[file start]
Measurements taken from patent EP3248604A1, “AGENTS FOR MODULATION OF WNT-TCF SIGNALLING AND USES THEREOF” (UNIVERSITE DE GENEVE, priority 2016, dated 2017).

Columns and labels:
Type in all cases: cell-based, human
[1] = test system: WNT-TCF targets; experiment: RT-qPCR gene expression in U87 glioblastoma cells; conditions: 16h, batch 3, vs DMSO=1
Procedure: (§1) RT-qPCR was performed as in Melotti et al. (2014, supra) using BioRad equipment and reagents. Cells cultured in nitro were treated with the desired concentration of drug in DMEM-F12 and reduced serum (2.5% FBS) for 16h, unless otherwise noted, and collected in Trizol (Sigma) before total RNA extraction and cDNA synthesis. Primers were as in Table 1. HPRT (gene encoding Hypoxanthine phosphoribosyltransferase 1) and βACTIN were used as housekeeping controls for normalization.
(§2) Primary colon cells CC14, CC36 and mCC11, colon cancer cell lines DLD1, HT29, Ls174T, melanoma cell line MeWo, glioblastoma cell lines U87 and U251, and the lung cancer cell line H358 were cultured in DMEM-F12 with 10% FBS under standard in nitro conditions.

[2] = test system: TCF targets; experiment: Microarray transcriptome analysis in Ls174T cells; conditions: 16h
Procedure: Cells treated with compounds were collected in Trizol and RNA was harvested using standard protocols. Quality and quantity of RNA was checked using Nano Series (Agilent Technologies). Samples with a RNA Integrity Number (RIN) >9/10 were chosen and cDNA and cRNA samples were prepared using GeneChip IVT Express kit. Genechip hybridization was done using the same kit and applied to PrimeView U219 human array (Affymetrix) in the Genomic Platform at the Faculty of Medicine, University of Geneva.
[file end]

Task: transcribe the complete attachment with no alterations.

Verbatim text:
Measurements taken from patent EP3248604A1, “AGENTS FOR MODULATION OF WNT-TCF SIGNALLING AND USES THEREOF” (UNIVERSITE DE GENEVE, priority 2016, dated 2017).

Columns and labels:
Type in all cases: cell-based, human
[1] = test system: WNT-TCF targets; experiment: RT-qPCR gene expression in U87 glioblastoma cells; conditions: 16h, batch 3, vs DMSO=1
Procedure: (§1) RT-qPCR was performed as in Melotti et al. (2014, supra) using BioRad equipment and reagents. Cells cultured in nitro were treated with the desired concentration of drug in DMEM-F12 and reduced serum (2.5% FBS) for 16h, unless otherwise noted, and collected in Trizol (Sigma) before total RNA extraction and cDNA synthesis. Primers were as in Table 1. HPRT (gene encoding Hypoxanthine phosphoribosyltransferase 1) and βACTIN were used as housekeeping controls for normalization.
(§2) Primary colon cells CC14, CC36 and mCC11, colon cancer cell lines DLD1, HT29, Ls174T, melanoma cell line MeWo, glioblastoma cell lines U87 and U251, and the lung cancer cell line H358 were cultured in DMEM-F12 with 10% FBS under standard in nitro conditions.

[2] = test system: TCF targets; experiment: Microarray transcriptome analysis in Ls174T cells; conditions: 16h
Procedure: Cells treated with compounds were collected in Trizol and RNA was harvested using standard protocols. Quality and quantity of RNA was checked using Nano Series (Agilent Technologies). Samples with a RNA Integrity Number (RIN) >9/10 were chosen and cDNA and cRNA samples were prepared using GeneChip IVT Express kit. Genechip hybridization was done using the same kit and applied to PrimeView U219 human array (Affymetrix) in the Genomic Platform at the Faculty of Medicine, University of Geneva.